Despite an enjoyable tenure at Bloomerang, my wife and I will soon be joining the Peace Corps and leaving for Ukraine for a 27-month posting. When you are about to embark on such a life-changing experience, I did what most people would do: look for advice.

And let me tell you, there is a lot out there.

I had to find a way to relate all of that advice to my personal experience. Helping nonprofit organizations explore their database options has dominated my life recently, and I couldn’t help but compare the advice I was getting about the Peace Corps to the advice I give organizations who are looking to purchase a database (an equally momentous life decision).

As it turns out, there are a lot of similarities between choosing a database and joining the Peace Corps:

1. It’s going to involve some risk, but you are going to do some great in the end.

Without a doubt, there is some risk involved in purchasing a database. You will have to change some of your procedures, get trained, convert your data, make some adjustment to your website, and more.

However, like the Peace Corps, you want to find a company that is going to help mitigate as many risks as possible. Look for a company that has very customized data conversions and who will treat your data like gold.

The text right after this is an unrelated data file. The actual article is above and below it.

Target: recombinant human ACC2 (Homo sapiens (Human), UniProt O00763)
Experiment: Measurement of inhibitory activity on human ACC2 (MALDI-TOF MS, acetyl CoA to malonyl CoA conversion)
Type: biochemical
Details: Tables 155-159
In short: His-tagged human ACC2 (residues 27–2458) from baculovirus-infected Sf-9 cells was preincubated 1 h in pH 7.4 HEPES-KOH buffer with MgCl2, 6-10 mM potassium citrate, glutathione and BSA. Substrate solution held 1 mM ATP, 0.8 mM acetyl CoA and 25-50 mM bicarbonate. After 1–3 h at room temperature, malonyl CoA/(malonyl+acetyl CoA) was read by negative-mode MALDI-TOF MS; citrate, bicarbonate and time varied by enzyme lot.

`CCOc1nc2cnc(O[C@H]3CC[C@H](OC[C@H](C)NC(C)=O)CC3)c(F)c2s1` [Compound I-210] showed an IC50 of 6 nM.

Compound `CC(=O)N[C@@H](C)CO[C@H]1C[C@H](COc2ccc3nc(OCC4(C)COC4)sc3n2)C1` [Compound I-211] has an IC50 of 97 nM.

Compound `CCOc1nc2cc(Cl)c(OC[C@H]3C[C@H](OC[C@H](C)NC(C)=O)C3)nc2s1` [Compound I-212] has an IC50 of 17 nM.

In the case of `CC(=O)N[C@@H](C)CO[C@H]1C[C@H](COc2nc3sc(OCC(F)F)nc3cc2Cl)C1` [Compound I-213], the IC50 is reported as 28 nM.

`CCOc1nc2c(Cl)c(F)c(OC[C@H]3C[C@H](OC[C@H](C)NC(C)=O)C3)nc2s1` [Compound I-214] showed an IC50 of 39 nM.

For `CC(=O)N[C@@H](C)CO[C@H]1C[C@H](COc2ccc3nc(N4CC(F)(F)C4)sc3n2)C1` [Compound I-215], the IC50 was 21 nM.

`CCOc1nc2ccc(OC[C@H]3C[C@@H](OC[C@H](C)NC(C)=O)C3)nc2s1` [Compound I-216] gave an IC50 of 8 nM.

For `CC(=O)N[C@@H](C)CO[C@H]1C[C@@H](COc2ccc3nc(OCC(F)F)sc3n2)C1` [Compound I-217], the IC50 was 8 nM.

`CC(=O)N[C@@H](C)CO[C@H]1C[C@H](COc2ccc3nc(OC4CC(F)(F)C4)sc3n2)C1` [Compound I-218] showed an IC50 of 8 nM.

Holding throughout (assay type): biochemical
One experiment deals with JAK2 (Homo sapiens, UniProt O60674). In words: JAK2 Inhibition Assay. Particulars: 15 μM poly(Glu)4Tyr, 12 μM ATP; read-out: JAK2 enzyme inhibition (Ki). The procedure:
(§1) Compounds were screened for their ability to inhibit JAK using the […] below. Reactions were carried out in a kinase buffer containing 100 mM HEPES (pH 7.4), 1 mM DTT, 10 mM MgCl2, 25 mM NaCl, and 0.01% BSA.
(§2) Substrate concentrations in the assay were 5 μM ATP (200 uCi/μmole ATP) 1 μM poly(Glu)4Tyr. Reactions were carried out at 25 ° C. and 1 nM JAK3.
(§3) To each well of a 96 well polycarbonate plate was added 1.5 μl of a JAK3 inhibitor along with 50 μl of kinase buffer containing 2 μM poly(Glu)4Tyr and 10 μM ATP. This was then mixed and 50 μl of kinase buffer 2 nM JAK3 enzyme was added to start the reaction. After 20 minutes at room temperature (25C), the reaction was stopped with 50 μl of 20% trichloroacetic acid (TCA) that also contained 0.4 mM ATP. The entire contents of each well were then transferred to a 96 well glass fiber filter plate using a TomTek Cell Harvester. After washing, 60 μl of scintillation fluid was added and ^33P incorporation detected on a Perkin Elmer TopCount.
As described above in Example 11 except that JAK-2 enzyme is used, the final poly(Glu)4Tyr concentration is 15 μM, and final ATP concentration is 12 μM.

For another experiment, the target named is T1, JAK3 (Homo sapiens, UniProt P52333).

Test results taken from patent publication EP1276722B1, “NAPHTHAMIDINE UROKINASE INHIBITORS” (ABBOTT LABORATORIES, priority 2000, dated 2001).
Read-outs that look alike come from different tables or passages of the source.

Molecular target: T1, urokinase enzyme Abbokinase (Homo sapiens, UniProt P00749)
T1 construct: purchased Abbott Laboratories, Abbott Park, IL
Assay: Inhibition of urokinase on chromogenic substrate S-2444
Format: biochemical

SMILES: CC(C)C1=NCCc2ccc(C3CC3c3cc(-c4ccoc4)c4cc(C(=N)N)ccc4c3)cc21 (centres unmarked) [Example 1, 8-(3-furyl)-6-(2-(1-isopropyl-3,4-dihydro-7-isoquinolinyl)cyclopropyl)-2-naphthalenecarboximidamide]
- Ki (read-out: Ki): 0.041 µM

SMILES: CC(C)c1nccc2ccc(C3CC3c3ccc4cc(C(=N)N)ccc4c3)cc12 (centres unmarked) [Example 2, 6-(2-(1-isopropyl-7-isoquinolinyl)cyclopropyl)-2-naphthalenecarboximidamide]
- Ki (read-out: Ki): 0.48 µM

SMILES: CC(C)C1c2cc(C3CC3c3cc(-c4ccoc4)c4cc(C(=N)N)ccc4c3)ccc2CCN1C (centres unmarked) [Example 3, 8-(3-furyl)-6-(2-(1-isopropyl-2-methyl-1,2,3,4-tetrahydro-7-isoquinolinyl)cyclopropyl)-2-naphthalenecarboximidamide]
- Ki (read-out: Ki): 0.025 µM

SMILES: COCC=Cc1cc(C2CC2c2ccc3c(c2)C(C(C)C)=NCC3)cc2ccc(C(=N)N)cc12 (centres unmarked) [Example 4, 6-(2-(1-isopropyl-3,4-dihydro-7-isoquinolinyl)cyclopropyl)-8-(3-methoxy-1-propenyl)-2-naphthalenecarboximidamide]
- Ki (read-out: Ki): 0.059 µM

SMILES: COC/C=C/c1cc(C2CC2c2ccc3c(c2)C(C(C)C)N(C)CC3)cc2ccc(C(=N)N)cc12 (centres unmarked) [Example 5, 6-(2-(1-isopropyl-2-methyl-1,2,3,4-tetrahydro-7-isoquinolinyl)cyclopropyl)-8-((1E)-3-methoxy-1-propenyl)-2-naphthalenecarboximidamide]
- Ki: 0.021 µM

Make sure you never have to worry about the cost of training current and future employees on your database by choosing a database that has free training.

Select a company that uses nonprofit experts and predominantly highers people with nonprofit experience so they can help you think through changes in procedures.

And it goes without saying, that it is a must to find a database that integrates perfectly with your website.

These can be scary, but the dividends can take the form of higher donor retention, more dollars raised, and more people engaged with your mission. I think it’s worth a little risk.

2. If you want to enact change, change yourself and how you do things.

Whether it is in the Peace Corps or raising money at a nonprofit, you cannot contribute toward growth unless you are growing yourself. If you are looking for a database, it means there is room for improvement at your organization. Drop your ego and lose your preconceived notions. As you explore database options, be open to making internal changes to accommodate your database so it can do what it is supposed to do: help you retain more donors and raise more money.

3. Every Peace Corps experience is different.

This was one of the first things I learned as I was getting ready to depart for Ukraine. Every experience is unique, and you have to be prepared to be flexible.

The same goes for databases.